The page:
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About this book

Over the past two decades, the issue of equilibrium indeterminacy has been one of the major research concerns in macroeconomic dynamics. Growth and Business Cycles with Equilibrium Indeterminacy discusses the main topics in this literature. Based on comprehensive surveys and the author’s original research, this book explores sunspot-driven fluctuations in real business cycle models, multiple equilibria in endogenous growth models, and the stabilization effects of fiscal and monetary policy rules. The book also considers equilibrium indeterminacy in open economy models.

Table of Contents

Frontmatter

Chapter 1. Introduction

Abstract
This chapter reviews the issue of equilibrium indeterminacy in macroeconomics. Instead of providing a broad literature survey, we consider two simple examples. One is a univariable rational expectations model of asset price determination. The other is a general equilibrium model of monetary economy. When discussing both examples, we classify the models into three categories: the steady state of the model economy is (i) unique, (ii) multiple, and (iii) a continuum. The majority of foregoing studies have treated models with a unique steady state. However, there are some interesting situations in which multiple steady state equilibria exist or the steady state of the economy constitutes a continuum.
Kazuo Mino

Chapter 2. Indeterminacy in Real Business Cycle Models

Abstract
The baseline real business cycle (RBC) model is a stochastic optimal growth model with flexible labor supply. The typical driving force of business fluctuations is a technological shock hitting the total factor productivity (TFP) of the aggregate economy in each period. In RBC models with equilibrium determinacy, the economy never fluctuates in response to non-fundamental shocks that only affect expatiations of households and firms. As discussed in the previous chapter, the necessary condition for the existence of sunspot-driven business cycles is that the equilibrium path of the economy is indeterminate.
Kazuo Mino

Chapter 3. Indeterminacy in Endogenous Growth Models

Abstract
This chapter examines endogenous growth models in which equilibrium intermediacy may emerge. It is known that some endogenous growth models assume that there is no market distortion and that every production factor is reproducible under constant returns to scale technologies. In this class of models, the perfect-foresight competitive equilibrium coincides with the optimal growth path of a social planning problem, so that equilibrium indeterminacy will not arise in those models. However, the majority of endogenous growth models assume the presence of technological spillover and external effects to sustain continuing growth in the absence of exogenous technical change.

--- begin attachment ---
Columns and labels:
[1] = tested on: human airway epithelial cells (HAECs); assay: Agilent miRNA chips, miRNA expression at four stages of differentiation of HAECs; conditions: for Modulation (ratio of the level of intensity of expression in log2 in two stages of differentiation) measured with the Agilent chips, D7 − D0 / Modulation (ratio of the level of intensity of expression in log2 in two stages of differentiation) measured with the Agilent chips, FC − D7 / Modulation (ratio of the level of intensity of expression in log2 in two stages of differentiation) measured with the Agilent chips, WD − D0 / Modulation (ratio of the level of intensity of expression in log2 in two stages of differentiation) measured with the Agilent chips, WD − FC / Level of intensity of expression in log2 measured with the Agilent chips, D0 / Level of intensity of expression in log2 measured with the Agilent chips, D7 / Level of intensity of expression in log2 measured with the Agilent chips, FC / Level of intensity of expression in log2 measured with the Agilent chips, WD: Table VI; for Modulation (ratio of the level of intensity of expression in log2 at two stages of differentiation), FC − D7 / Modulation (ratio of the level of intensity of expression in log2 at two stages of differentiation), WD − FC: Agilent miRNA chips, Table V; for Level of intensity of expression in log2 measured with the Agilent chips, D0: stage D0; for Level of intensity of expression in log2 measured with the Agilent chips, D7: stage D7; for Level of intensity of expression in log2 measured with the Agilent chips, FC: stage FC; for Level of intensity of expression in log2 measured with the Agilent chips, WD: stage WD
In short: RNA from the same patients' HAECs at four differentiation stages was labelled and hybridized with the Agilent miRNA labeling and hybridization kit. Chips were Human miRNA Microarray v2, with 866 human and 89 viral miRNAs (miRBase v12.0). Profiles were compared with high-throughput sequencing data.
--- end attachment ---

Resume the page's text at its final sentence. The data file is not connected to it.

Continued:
Kazuo Mino

Chapter 4. Growth Models with Multiple Steady States

Abstract
This chapter examines growth models in which there are multiple steady states. This class of models can explain why two countries with similar initial conditions sometimes display very different patterns of growth and development.
Kazuo Mino

Chapter 5. Stabilization Effects of Policy Rules

Abstract
The stabilization effects of fiscal and monetary policy in the context of dynamic macroeconomic models with rational expectations differ from the effects in traditional Keynesian models. In the rational expectations setting, if a policy rule eliminates multiplicity of equilibrium, that policy stabilizes the economy in the sense that it excludes sunspot-driven business fluctuations. Conversely, if a policy rule gives rise to equilibrium indeterminacy, that policy destabilizes the economy. Roughly speaking, if a policy rule stabilizes a Keynesian model with backward-looking expectations, the same policy often generates indeterminacy in the equilibrium models with rational expectations.
Kazuo Mino

Chapter 6. Indeterminacy in Open Economies

Abstract
In the previous chapters, we restrict our attention to closed-economy models. This chapter examines equilibrium indeterminacy in open economies. The central concern of this chapter is to explore how international transactions affect the dynamic behaviors of macroeconomies. In particular, we focus on the difference in the indeterminacy conditions between open economies and their closed economy counterparts. We first discuss small open economies and then explore the world economy consisting of two large countries.
Kazuo Mino

Chapter 7. New Directions

Abstract
In this short chapter, we refer to the recent development of macroeconomic models with equilibrium indeterminacy. The global financial crisis of 2007–2008 forced macroeconomists to rethink about their analytical frameworks. The mainstream dynamic stochastic general equilibrium (DSGE) approach was severely criticized by practitioners and policy makers because it failed to offer useful policy recommendations for the financial crisis as well as for the prolonged slumps in many countries after the crisis. In the search for new directions in macroeconomic analysis, there is renewed interest in macroeconomic models with equilibrium indeterminacy. In what follows, we pick out a notable sample of the recent studies in the field.
Kazuo Mino

Backmatter

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